• RcppToml is a new package I am currently working on implementing a toml parser based on cpptoml. It works, but it not quite ready for public announcements yet, and hence perfect for ghrr.

Going forward

ghrr is meant to be open. While anybody can open a drat repository, particularly on GitHub, it may be beneficial to somehow group packages. This is however not something that can be planned ex-ante: it may just happen if others who see similar benefits in this can in fact contribute. In that spirit, I strongly encourage pull requests.

Early on, I made my commit messages conform to a pattern of package version sha1 repourl to make code provenance of every commit very clear. Ideally, subsequent commits would conform to such a scheme, or replace it with a better one.

Some Resources

A few links to learn more about drat and ghrr:

Comments and questions via email or issue tickets are more than welcome. We hope that others find ghrr to be a useful tool for easy repository management and use via GitHub.

This post by Dirk Eddelbuettel originated on his Thinking inside the box blog. Please report excessive re-aggregation in third-party for-profit settings.

/code/drat | permanent link

Mon, 13 Apr 2015

inline 0.3.14

The inline package facilitates writing code in-line in simple string expressions or short files. The package is mature and in maintenance mode: Rcpp used it greatly for several years but then moved on to Rcpp Attributes so we have a much limited need for extensions to inline.

But we now have a new inline version 0.3.14. It brings both a few minor code updates since the last release in 2013, but also new extensions to both support Fortran better (for several flavours including f95) and to make working with dynamic library files easier. These were contributed by long-time R author Karline Soetaert who thereby became a package co-author. Also, the package moved to GitHub sometime last year and now lives in this repo.

See below for a detailed list of changes extracted from the NEWS file.

Changes in inline version 0.3.14 (2015-04-11)

  • Removed call to Rcpp::RcppLdFlags() which is no longer needed

  • With move of repository to GitHub, added a .travis.yml file and corresponding entry in .Rbuildignore

  • Replaced calls to require() with calls to requireNamespace(); also updated one call

  • Much improved support for Fortran and Fortran95 thanks to Karline Soetaert who became a package co-author

  • New helper functions writeDynLib and readDynLib as well as new methods print and code (also by Karline)

Courtesy of CRANberries, there is a comparison to the previous release.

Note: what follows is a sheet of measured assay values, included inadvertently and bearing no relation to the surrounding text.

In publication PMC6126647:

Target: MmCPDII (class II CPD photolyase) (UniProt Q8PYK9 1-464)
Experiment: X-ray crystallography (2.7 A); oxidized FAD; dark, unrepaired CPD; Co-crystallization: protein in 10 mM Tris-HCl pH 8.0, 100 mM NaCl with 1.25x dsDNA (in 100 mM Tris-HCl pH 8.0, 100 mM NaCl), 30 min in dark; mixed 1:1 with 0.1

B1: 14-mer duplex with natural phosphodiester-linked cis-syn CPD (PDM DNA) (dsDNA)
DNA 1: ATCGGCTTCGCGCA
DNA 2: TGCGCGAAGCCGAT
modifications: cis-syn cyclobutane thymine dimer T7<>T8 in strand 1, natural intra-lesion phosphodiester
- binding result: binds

This post by Dirk Eddelbuettel originated on his Thinking inside the box blog. Please report excessive re-aggregation in third-party for-profit settings.

/code/inline | permanent link

Fri, 10 Apr 2015

drat 0.0.3: More features, more fixes, more documentation

Several weeks ago we introduced the drat package. Its name stands for drat R Archive Template, and it helps with easy-to-create and easy-to-use repositories for R packages. Two early blog posts describe drat: First Steps Towards Lightweight Repositories, and Publishing a Package, and since the previous release, a a guest post on drat was also added to the blog.

Several people have started to use drat to publish their packages, and this is a very encouraging sign. I also created a new repository and may have more to say about this in another post once I get time to write something up.

Today version 0.0.3 arrived on CRAN. It rounds out functionality, adds some fixes and brings more documentation:

  • git support via git2r is improved; it is still optional (ie commit=TRUE is needed when adding packages) but plan to expand it
  • several small bugs got fixed, including issues #9 and #7,
  • four new vignettes got added, including two guests posts by Steven and Colin as well as two focusing, respectively, on drat for authors and and drat for users.

The work on the vignettes is clearly in progress as Colin's guest post isn't really finished yet, and I am not too impressed with how the markdown is rendered at CRAN so some may still become pdf files instead.

Courtesy of CRANberries, there is a comparison to the previous release. More detailed information is on the drat page.

This post by Dirk Eddelbuettel originated on his Thinking inside the box blog. Please report excessive re-aggregation in third-party for-profit settings.

/code/drat | permanent link

Tue, 31 Mar 2015

R / Finance 2015 Open for Registration

The annoucement below just went to the R-SIG-Finance list. More information is as usual at the R / Finance page.

Registration for R/Finance 2015 is now open!

The conference will take place on May 29 and 30, at UIC in Chicago. Building on the success of the previous conferences in 2009-2014, we expect more than 250 attendees from around the world. R users from industry, academia, and government will joining 30+ presenters covering all areas of finance with R.

We are very excited about the four keynote presentations given by Emanuel Derman, Louis Marascio, Alexander McNeil, and Rishi Narang.
The conference agenda (currently) includes 18 full presentations and 19 shorter "lightning talks". As in previous years, several (optional) pre-conference seminars are offered on Friday morning.

There is also an (optional) conference dinner at The Terrace at Trump Hotel. Overlooking the Chicago river and skyline, it is a perfect venue to continue conversations while dining and drinking.

Registration information and agenda details can be found on the conference website as they are being finalized.